The midrash of the Ten Famines: The challenge of determining historical primacy of exegetical traditions 2


A long title. I shall have to find a shorter version, but it gets at the challenge we often find in Targumic studies. For those who are not familiar with the Targumim a very simplistic description is this: Aramaic translation of the biblical text PLUS interpretive material. A little more precisely, I would say that most Targumim present a word-for-word representation of the biblical text into Aramaic and occasionally add exegetical material, but in a way that allows the result to be read as a flowing single text. In other words, if you did not know the biblical text, you would not necessarily know that anything had been added. For a far more detailed description of Targum see

Alexander, P. S. (1988). “Jewish Aramaic Translations of Hebrew Scriptures.” Mikra: Text, Translation, Reading, and Interpretation of the Hebrew Bible in Ancient Judaism and Early Christianity. CRINT II, 1, 217-53.

While in Freiburg I am working on my book on Targum Ruth. This weekend I have been tackling the opening verses and I thought I would share a couple of pages related to the “Ten Famines” found in Tg. Ruth 1:1 and in the midrashic texts Gen. Rab., Ruth Rab., and Midrash Shmuel.1 The question here is, how do we determine which source is earliest. There is little to help us linguistically so we need to consider other, literary factors.

We now join the book already in progress…

Ten Famines

rembrandt_boazruth1Once again we find that V is missing a word that most mss contain, תקיף. In this case, the word is an addition to that which is found in mt and not necessary to reproduce the biblical text. Most mss of the Targumim add תקיף, “severe,” to qualify the famine. Once again, Beattie believes that this is more likely a sign of V’s originality than a corruption or error, although he grants that it is a ms with errors.1 Yet V and all but two mss2 contain the list of ten famines that follows. Perhaps תקיף is an addition, but the qualifier provides the hook on which to hang the midrash of the ten famines. The section opens, עישׂרתי כפנין תקיפין איתגזרו מן שׁמיא, “ten severe famines were decreed from Heaven….”3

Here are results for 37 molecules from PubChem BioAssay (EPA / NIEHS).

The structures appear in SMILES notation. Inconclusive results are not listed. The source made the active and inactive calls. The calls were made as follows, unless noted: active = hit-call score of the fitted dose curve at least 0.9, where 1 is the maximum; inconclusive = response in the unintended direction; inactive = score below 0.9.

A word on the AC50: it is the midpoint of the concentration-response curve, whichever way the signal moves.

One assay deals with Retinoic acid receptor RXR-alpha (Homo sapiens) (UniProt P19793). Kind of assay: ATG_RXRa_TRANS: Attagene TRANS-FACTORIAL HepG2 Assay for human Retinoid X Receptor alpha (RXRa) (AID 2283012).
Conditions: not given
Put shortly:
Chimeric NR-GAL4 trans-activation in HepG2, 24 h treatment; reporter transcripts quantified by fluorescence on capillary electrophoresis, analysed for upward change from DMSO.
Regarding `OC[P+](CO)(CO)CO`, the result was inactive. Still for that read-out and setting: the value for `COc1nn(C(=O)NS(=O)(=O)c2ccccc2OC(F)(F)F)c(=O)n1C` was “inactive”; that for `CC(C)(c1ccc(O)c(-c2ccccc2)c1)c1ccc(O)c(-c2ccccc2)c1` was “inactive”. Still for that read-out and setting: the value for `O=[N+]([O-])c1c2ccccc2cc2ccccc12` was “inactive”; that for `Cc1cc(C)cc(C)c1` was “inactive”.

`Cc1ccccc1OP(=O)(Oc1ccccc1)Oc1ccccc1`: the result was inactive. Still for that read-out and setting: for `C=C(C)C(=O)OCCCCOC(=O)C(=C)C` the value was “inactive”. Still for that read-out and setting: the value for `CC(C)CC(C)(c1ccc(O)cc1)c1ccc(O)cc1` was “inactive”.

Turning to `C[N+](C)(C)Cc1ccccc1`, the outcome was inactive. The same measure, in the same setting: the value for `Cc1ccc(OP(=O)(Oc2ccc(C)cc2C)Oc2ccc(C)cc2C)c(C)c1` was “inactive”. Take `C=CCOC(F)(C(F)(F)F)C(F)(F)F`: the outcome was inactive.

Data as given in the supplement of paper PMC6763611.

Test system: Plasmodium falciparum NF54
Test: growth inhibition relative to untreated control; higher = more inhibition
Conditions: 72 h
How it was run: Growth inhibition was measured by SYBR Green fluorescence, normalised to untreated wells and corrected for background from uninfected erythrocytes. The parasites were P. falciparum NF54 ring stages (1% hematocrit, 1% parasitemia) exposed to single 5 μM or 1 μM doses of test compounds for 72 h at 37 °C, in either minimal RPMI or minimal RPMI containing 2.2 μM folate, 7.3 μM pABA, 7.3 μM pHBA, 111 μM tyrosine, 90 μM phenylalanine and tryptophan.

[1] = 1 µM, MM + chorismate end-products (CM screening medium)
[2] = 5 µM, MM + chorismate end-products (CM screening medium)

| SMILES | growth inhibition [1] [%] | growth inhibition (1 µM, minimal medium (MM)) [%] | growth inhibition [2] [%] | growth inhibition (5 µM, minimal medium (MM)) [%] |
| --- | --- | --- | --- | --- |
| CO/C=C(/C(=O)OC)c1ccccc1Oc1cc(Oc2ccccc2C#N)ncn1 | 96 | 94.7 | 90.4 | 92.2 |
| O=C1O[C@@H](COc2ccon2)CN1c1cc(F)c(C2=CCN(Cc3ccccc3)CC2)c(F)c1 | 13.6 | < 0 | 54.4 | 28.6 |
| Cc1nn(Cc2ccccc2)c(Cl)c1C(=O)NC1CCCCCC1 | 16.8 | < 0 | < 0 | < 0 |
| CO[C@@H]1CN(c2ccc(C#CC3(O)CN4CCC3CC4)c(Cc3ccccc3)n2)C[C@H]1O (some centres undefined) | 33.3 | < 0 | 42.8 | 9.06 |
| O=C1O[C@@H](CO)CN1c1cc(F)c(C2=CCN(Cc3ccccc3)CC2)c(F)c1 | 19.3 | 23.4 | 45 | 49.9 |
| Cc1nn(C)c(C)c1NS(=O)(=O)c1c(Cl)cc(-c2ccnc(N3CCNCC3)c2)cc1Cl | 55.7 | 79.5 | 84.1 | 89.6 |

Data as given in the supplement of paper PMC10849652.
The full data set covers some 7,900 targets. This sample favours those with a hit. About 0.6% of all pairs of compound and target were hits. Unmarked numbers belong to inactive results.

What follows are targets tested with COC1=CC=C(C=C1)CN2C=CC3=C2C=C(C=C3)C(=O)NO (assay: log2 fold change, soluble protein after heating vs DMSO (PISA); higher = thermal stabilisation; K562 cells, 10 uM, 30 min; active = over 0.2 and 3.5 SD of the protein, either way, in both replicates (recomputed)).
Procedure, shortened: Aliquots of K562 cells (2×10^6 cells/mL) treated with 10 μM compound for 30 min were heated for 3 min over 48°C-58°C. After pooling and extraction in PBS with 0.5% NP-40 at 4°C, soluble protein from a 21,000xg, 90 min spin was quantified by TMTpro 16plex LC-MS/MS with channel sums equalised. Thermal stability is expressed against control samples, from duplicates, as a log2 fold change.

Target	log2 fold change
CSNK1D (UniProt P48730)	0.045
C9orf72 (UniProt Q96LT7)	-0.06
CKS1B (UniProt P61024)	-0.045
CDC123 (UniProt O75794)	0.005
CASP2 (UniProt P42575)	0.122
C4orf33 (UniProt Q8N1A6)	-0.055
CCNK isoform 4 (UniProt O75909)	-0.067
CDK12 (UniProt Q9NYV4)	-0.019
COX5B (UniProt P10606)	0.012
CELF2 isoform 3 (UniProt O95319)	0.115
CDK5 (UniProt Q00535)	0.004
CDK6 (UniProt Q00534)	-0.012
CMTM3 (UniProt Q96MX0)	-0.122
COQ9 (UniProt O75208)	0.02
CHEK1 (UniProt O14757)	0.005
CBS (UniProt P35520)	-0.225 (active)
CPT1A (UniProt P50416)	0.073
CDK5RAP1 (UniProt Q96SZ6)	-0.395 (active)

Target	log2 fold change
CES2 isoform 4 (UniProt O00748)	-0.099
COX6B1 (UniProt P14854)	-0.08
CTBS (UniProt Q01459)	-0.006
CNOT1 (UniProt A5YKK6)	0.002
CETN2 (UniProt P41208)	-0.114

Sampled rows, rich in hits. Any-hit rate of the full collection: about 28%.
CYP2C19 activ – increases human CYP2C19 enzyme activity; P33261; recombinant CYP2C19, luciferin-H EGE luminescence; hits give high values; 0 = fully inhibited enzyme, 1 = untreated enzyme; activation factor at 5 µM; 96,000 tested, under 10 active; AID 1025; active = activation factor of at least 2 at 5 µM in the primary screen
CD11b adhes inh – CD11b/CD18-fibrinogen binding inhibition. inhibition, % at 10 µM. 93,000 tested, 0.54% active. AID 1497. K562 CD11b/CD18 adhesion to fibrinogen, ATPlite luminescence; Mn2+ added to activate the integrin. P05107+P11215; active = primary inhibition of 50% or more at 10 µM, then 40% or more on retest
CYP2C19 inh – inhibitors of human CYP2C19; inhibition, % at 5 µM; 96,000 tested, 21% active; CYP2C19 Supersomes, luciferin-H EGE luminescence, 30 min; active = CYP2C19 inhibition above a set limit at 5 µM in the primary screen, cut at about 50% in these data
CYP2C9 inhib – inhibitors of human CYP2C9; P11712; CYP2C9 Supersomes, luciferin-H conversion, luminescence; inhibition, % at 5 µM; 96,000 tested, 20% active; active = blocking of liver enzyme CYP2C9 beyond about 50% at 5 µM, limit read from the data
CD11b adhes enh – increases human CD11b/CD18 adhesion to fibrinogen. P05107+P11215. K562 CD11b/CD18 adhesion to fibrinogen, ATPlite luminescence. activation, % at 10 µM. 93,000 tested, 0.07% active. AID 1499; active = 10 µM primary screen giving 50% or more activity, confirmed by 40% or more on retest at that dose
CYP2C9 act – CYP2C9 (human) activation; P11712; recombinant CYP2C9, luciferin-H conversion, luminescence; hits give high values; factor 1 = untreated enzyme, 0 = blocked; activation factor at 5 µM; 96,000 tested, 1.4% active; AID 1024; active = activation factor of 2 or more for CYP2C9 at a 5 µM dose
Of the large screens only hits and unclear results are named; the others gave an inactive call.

Famine was a common reality of the biblical world. They were often mentioned and used to progress the narrative in the biblical text. In Tg. Ruth the reference to “a famine” provides the Targumist an opportunity to remind the audience of God’s history with his people.

Ten severe famines were decreed from Heaven to be in the world from the day of the creation of the world until the time when the King Messiah shall come, to reprove through them the inhabitants of the world. The first famine was in the days of Adam. The second famine was in the days of Lamech. The third famine was in the days of Abraham. The fourth famine was in the days of Isaac. The fifth famine was in the days of Jacob. The sixth famine was in the days of Boaz, who was called Ibzan the Righteous, who was from Bethlehem. The seventh famine was in the days of David, the King of Israel. The eighth famine was in the days of Elijah the prophet. The [ninth] famine was in the days of Elisha in Samaria. And the tenth famine will be [in the future], not a famine of eating bread nor a drought of drinking water, rather of hearing the word of prophecy from before the Lord.